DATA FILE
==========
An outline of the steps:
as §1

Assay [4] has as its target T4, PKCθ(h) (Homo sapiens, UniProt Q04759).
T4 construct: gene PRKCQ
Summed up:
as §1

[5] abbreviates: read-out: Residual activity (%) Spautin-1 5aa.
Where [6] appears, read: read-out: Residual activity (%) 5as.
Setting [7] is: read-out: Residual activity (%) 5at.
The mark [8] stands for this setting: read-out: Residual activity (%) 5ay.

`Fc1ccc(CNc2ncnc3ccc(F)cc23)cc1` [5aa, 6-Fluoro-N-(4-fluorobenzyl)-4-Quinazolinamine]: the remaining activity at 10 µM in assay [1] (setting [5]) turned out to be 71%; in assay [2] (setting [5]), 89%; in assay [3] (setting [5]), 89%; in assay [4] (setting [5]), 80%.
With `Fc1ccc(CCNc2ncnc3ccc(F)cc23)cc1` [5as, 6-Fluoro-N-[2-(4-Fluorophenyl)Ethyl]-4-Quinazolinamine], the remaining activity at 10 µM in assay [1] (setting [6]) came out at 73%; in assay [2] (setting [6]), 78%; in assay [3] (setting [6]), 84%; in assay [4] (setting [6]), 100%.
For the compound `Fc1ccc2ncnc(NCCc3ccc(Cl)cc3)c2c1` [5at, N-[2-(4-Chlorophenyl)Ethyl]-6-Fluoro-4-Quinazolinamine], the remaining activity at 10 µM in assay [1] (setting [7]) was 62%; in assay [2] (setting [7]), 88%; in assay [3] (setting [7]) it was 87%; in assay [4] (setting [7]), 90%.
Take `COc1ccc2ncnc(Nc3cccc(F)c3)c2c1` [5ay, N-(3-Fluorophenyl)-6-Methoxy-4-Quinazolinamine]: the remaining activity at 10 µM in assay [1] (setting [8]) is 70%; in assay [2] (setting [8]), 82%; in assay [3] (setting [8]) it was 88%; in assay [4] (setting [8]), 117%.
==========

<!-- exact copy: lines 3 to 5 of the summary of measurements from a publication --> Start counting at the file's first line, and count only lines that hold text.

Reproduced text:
Assay [4] has as its target T4, PKCθ(h) (Homo sapiens, UniProt Q04759).
T4 construct: gene PRKCQ
Summed up: